#CSABeyondBorders: Cultivating CSA in Palestine

A few days prior to the 7th Urgenci International Symposium (https://thessaloniki.urgenci.net), we are sharing the 4th episode of our #CSABeyondBorders series. Articles and essays written by CSA farmers and members, testimonies from movement pioneers, interviews collected in all corners of the world, will be published until the Symposium. After Japan, Switzerland and the US, here is a testimony from Saad Dagher, based in Palestine.

Cultivating CSA in the Middle East : Interview with a CSA Pioneer in Palestine

Interview with Saad Dagher, by Elizabeth Henderson, Honorary President of URGENCI.

  • How do you define CSA?

I define CSA as “The Natural Form of the Relationship between Farmers-Producers and Consumers”.

  • How did you learn about CSA or get involved with it? What motivated you and your collaborators?

I learned about it in 2000, when a group of Palestinian families gathered and decided to contact a farmer in order to ask him if he was willing to collaborate with us and start producing ecological crops. We were 29 families.
Two things motivated me: the desire to have chemical free vegetables and to support local farmers.

  • How did you learn to produce for a CSA?

I started to grow vegetables last year, although I have been an olive oil producer for many years. I learned about CSA through different sources like the internet, a local electronic environmental newspaper and during my travel to many places in the world.

  • Have CSAs in your country fulfilled their first promise – to provide local, high quality organically grown food to customers?

The main reason why people go for CSA is to guarantee that the food is grown ecologically.

  • Where did the concept of CSA come from? How did it reach your country?

Starting in 2000, a group of people working on development has been thinking about how to support Palestinian farmers and to build direct contacts and relationships with them. Many attempts have taken place since then. Now we have different forms of this direct relationship and we are noticing that this trend is slowly growing together with the slowly growing number of farmers, who shifted to agro-ecology.

  • Has CSA changed relationships between farmers and customers? Changed relationships on the farms, between farmers, farm workers, farm family and community beyond the farm?

CSA has helped in building new forms of relationship between farmers and consumers. It has also helped to bring some young people back to farming.

  • What functions do CSAs perform in your country?

Helping farmers in marketing their produce in better conditions and get better prices. Raising consciousness among consumers on the importance of local food. Bringing people together (farmers and consumers).

  • Are there other ways for people to purchase organic foods?

Last year a group of Palestinians started a community farm, where the members grow their vegetables and harvest together. It is a new form of cooperation in the field of food production.

The other form is the establishment of a not for profit company for the marketing of local agro-ecological food. This company is collecting the production from the farm gate and deals only with small scale agro-ecological farms. It organizes two markets in two cities every week, one in Ramallah and the second in Bethlehem. These markets are more convenient for consumers because they can find most of their needs: vegetables, fruits, nuts, dairy products…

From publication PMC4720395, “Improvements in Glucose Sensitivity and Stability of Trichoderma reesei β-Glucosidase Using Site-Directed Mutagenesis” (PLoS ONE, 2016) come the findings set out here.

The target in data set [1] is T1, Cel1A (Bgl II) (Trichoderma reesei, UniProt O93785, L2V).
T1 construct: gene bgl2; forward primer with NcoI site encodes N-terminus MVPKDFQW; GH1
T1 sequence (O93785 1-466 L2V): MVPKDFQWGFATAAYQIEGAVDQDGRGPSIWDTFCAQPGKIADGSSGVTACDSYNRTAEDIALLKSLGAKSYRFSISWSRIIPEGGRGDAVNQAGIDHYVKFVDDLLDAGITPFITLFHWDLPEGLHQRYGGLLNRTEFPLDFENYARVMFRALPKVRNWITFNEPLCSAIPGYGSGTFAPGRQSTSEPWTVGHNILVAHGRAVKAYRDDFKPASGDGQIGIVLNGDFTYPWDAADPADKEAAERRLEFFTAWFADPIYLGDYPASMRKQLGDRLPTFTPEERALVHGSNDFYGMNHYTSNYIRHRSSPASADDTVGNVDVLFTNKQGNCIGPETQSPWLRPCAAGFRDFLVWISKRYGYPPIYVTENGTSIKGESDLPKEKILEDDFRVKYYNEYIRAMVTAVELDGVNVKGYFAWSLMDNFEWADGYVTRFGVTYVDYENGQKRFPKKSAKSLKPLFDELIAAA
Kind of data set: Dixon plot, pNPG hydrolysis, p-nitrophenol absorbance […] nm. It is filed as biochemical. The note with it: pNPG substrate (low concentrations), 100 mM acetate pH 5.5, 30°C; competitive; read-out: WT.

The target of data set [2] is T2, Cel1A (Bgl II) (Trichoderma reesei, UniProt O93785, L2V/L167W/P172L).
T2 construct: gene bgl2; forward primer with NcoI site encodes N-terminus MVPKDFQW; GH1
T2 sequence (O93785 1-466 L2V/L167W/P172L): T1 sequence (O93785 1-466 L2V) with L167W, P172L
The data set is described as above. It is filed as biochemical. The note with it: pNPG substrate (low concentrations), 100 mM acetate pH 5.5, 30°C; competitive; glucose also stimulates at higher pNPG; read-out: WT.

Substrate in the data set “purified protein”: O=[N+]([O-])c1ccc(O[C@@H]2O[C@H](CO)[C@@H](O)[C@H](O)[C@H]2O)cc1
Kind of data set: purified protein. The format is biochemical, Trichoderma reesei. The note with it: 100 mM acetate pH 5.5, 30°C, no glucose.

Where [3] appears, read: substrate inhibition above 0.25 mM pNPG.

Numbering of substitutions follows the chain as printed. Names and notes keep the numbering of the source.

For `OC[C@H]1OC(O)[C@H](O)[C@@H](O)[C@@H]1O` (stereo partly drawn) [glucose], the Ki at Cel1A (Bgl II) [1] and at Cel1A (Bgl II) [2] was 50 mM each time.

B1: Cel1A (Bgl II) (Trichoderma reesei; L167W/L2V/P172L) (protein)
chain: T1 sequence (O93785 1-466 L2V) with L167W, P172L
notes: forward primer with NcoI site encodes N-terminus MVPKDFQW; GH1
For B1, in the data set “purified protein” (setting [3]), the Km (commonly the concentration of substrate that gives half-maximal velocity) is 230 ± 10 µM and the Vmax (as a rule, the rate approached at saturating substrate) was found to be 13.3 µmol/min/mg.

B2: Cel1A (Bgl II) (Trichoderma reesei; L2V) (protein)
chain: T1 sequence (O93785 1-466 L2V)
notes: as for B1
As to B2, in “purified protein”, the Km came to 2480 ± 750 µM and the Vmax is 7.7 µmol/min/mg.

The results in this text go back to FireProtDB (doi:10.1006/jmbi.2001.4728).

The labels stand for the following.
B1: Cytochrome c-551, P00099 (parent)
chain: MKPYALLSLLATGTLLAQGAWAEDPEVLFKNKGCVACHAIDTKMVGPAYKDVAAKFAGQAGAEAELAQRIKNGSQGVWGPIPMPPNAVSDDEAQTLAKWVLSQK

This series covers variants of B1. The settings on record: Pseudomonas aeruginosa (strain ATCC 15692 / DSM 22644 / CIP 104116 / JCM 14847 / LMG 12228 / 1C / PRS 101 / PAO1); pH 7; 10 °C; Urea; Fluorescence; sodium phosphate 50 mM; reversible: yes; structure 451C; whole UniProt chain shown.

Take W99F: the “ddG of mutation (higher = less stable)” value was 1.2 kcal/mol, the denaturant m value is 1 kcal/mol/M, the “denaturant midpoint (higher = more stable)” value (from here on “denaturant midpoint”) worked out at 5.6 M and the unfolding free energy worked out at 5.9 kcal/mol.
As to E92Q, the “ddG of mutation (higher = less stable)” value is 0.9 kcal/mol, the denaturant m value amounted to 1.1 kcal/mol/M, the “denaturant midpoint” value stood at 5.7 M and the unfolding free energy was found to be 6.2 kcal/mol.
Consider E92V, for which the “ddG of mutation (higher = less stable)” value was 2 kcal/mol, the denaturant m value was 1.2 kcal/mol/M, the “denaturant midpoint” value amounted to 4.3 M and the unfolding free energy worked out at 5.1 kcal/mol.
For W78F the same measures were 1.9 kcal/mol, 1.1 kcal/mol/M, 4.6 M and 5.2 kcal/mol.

• Are there other short supply chain or direct sales channels in your country? 

Yes. There is a local company called “Adel”, which means fair. This company buys organic products at the farm gate and sells them directly to consumers in its shop and it also organizes a weekly market in two cities.

  • Has CSA reduced food insecurity and increased food sovereignty?

Still early to judge, but the growing number of people who practice agro-ecology is notable.

  • Are CSAs the individual enterprises of farm families or are they cooperative ventures? Are not-for-profits, educational institutions or government agencies involved with operating CSAs?

Mainly they are individual enterprises, but there is also a community farm in the city of Al-Bireh near Ramallah. And, one NGO called MA’AN Center is involved too.

  • Does government, local, regional or national, support CSAs? In what ways?

No, they don’t support us.

  • Have non-farmers become involved with CSAs? Do they help with farm work? Distribution? Meet with and negotiate with farmers? Help CSAs with administrative tasks? With promotion and publicity? With changing government policies?

All this is exactly what is happening with Um-Suleiman farm.

  • Have CSAs helped preserve farm land?

In some places this is the case.

  • Have CSAs provided training for new farmers? Programs for school children or youth?

No, CSAs don’t provide training.

  • Is there a network or networks that support CSAs in your country? Who organized the network and who supports it financially and with labor?

Financially no one supports CSAs, but there is a network called Sharaka (partnership) which supports the CSA concept and also helps with field work.

  • Who or what mechanism guarantees the quality of the food from a CSA? Is there certification? 3rd party? PGS? Other?

We are against the certification process and against certification. This process is a domination process. Instead we create a “trust” mechanism between farmers and consumers by organizing visits to farms to meet farmers to make them sure about the food they buy. This is the only mechanism we have for the moment. We call it the BAT system. BAT stands for Belief And Trust. Farmers’ belief in agro-ecology, and consumers’ trust in farmers.